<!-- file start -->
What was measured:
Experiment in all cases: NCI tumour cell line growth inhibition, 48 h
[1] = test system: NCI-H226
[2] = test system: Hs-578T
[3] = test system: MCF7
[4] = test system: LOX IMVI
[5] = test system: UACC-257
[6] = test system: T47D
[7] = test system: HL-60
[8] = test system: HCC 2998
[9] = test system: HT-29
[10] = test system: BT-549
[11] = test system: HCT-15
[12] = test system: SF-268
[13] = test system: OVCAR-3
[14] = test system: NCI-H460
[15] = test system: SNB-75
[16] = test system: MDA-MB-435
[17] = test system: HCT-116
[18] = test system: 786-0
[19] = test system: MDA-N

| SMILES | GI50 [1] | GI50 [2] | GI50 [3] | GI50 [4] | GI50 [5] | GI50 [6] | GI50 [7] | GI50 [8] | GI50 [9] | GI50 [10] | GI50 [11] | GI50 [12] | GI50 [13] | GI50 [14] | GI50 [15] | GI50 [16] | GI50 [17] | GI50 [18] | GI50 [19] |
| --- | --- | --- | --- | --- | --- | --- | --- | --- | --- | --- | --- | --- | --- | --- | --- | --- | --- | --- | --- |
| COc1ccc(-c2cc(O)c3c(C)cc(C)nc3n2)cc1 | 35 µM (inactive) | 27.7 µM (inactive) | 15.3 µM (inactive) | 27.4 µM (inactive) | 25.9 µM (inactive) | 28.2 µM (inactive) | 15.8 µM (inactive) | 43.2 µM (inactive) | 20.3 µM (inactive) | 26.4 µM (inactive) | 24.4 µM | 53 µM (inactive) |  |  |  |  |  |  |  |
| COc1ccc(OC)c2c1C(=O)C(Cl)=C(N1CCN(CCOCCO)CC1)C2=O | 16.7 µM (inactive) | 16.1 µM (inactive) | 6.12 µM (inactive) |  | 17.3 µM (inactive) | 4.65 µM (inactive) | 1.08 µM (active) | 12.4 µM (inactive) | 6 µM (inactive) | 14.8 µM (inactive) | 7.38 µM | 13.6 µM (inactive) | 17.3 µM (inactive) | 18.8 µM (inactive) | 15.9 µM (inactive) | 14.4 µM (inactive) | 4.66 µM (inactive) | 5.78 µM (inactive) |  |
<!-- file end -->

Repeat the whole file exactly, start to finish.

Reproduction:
What was measured:
Experiment in all cases: NCI tumour cell line growth inhibition, 48 h
[1] = test system: NCI-H226
[2] = test system: Hs-578T
[3] = test system: MCF7
[4] = test system: LOX IMVI
[5] = test system: UACC-257
[6] = test system: T47D
[7] = test system: HL-60
[8] = test system: HCC 2998
[9] = test system: HT-29
[10] = test system: BT-549
[11] = test system: HCT-15
[12] = test system: SF-268
[13] = test system: OVCAR-3
[14] = test system: NCI-H460
[15] = test system: SNB-75
[16] = test system: MDA-MB-435
[17] = test system: HCT-116
[18] = test system: 786-0
[19] = test system: MDA-N

| SMILES | GI50 [1] | GI50 [2] | GI50 [3] | GI50 [4] | GI50 [5] | GI50 [6] | GI50 [7] | GI50 [8] | GI50 [9] | GI50 [10] | GI50 [11] | GI50 [12] | GI50 [13] | GI50 [14] | GI50 [15] | GI50 [16] | GI50 [17] | GI50 [18] | GI50 [19] |
| --- | --- | --- | --- | --- | --- | --- | --- | --- | --- | --- | --- | --- | --- | --- | --- | --- | --- | --- | --- |
| COc1ccc(-c2cc(O)c3c(C)cc(C)nc3n2)cc1 | 35 µM (inactive) | 27.7 µM (inactive) | 15.3 µM (inactive) | 27.4 µM (inactive) | 25.9 µM (inactive) | 28.2 µM (inactive) | 15.8 µM (inactive) | 43.2 µM (inactive) | 20.3 µM (inactive) | 26.4 µM (inactive) | 24.4 µM | 53 µM (inactive) |  |  |  |  |  |  |  |
| COc1ccc(OC)c2c1C(=O)C(Cl)=C(N1CCN(CCOCCO)CC1)C2=O | 16.7 µM (inactive) | 16.1 µM (inactive) | 6.12 µM (inactive) |  | 17.3 µM (inactive) | 4.65 µM (inactive) | 1.08 µM (active) | 12.4 µM (inactive) | 6 µM (inactive) | 14.8 µM (inactive) | 7.38 µM | 13.6 µM (inactive) | 17.3 µM (inactive) | 18.8 µM (inactive) | 15.9 µM (inactive) | 14.4 µM (inactive) | 4.66 µM (inactive) | 5.78 µM (inactive) |  |